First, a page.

So there are our four theories of truth. My focus is going to be on Science and science’s values which orbit most often around the first two theories of truth. Scientists in general tend to be realists of the first stripe. Mathematicians and string theorists tend to be of the second. Philosophers just are happy to sort things out for everyone. Engineers of the third and Mormons of the last. WHAT!! ‘Mormons are realists’ you say! Yes, I agree that’s what they say they want, but then they write and act otherwise. I’ll be developing this further, but let me say up front that as I have looked at the relationship of many members of my faith and science I see more epistemic value placed on other less successful methods of truth finding than science (and I don’t mean prayer or faith when I say ‘less successful.’ Those methods I’ll explore later when I talk about subjective truths. Right now I’m talking about objective truths about the universe so don’t complain—yet anyway—that I left those out). In fact, I’ll be bold here–Correspondence theories of truth are held in deep suspicion. I’ll be illustrating this with some of the junk thinking that goes on in the Mormon Universe. Much of the discourse about science and truth are based on a hermeneutic of suspicion. Which is a technical way of saying that Herman Munster is a better scientist than many Mormon writers, including some scientists. To prepare for my discussion read the article on Meridian Magazine Has Satan Highjacked Science (Note: it looks like Meridian has pulled this from their line up—if so, Well done Meridian). I will soon argue that this sort of hermeneutic in fact causes deep religious harm. We must use the best methods of science AND the best methods of Faith. Both are compatible ways of finding truth. But this is wildly misunderstood.


So there’s truth in a nut shell. Truth then is not the stuff that lies behind the apparent world. Truth is a stance to that world, where our beliefs line up with that world. Truth is right belief? Or to paraphrase truth is right belief of things as they are as they were and as they are to come? QED right belief is knowledge. But herein lies the can of worms I mentioned before. Dang it! How can we be confident our beliefs are right?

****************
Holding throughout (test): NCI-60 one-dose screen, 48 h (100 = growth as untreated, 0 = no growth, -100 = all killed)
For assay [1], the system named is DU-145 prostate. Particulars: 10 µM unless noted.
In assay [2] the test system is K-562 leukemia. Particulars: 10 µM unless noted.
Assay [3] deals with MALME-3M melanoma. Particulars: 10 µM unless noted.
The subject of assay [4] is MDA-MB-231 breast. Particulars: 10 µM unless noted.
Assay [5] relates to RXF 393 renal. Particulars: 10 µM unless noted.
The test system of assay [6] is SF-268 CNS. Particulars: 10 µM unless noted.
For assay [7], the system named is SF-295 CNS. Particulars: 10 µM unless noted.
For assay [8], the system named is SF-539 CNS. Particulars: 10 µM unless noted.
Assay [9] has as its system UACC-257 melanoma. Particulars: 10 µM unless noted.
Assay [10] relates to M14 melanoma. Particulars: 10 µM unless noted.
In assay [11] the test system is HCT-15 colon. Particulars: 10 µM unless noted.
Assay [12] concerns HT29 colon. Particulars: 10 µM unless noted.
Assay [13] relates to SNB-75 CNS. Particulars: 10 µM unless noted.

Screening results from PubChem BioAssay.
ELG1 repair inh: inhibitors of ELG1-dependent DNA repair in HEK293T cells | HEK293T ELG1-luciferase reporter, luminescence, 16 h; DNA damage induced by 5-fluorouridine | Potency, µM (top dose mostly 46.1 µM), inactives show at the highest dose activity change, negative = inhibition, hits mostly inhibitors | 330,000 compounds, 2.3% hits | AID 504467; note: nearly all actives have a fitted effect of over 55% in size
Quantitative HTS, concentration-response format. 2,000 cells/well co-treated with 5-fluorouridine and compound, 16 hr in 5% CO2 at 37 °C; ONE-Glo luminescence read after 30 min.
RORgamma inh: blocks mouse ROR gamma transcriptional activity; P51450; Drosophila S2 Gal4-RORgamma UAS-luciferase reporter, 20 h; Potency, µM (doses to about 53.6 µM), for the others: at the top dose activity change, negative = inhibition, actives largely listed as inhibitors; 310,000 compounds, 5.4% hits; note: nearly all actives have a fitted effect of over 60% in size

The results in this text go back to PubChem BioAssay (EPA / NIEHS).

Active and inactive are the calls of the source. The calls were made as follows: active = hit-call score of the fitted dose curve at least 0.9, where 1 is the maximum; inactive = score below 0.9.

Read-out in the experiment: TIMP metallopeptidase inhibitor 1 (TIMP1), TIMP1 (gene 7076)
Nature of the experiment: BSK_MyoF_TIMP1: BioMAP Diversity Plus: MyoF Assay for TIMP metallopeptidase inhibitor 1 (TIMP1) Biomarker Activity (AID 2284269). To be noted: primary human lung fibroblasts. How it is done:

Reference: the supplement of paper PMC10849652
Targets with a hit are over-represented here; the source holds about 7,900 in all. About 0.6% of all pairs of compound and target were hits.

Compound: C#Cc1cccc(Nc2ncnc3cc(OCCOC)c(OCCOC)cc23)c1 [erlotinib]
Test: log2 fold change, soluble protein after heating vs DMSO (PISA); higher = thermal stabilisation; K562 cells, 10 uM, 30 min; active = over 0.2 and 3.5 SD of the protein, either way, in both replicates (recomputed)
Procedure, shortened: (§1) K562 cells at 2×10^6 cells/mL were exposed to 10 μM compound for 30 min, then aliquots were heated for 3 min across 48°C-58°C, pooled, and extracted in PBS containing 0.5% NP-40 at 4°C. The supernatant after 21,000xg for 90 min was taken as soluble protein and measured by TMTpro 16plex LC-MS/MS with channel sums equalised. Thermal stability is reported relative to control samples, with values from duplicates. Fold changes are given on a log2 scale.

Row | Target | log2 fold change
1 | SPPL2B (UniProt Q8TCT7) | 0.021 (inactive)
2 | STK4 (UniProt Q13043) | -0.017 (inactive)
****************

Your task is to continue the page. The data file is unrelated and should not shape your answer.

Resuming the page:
Enter Science stage right. Enter Religion stage left. (Since left has the connotation of correctness, goodness, and light, I’ve reserved stage left for those things of most value).


Next time:


What is science?


Questions for thought:


Why does truth matter? What if our fictions move us through the world just fine? Fiction is often truer than non-fiction, why is that? What truths are there other than scientific truths? Are there truths that aren’t true? Is that true? Is that true? How many times can I write that and you still follow me? Truely?

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6 Responses to Oh, Say what is Truth–OK! I will

  1. Doc says:

    So true. jk. Nice post, the subject of which is identical to something I just posted last night. Great minds think alike eh, Steve.

  2. Apparently you can still get the original Meridian Magazine article from Mr. Pratt’s web site:


  3. By the way, your blog design could really use a better template that is more readable.

  4. Jared* says:

    it looks like Meridian has pulled this from their line up

    No, it’s still there.

  5. I entirely agree that the scientific method is compatible with faith, and that it is the most useful epistemic process currently available to us for reaching objective (shared subjective) truth. I also agree that truth is not the stuff behind the apparent world, but rather is to be found in sharing the apparent world.

    However, I disagree with your characterization of pragmatism (unless “pragmatism” is used quite informally). Pragmatism is quite capable of objectivity, so long as we don’t insist that truth is the stuff behind the apparent world. Dogmatism aside, the only form of objectivity we’ve ever known has been achieved through reproducing (and thereby sharing) experience, whether or not this objectivity bares any correspondence with someone’s metaphysical preferences.

  6. Brad Carmack says:

    I always wondered how to spell truth-schmruth! Thanks. 🙂 I appreciated your four theory frame of epistemology/truth.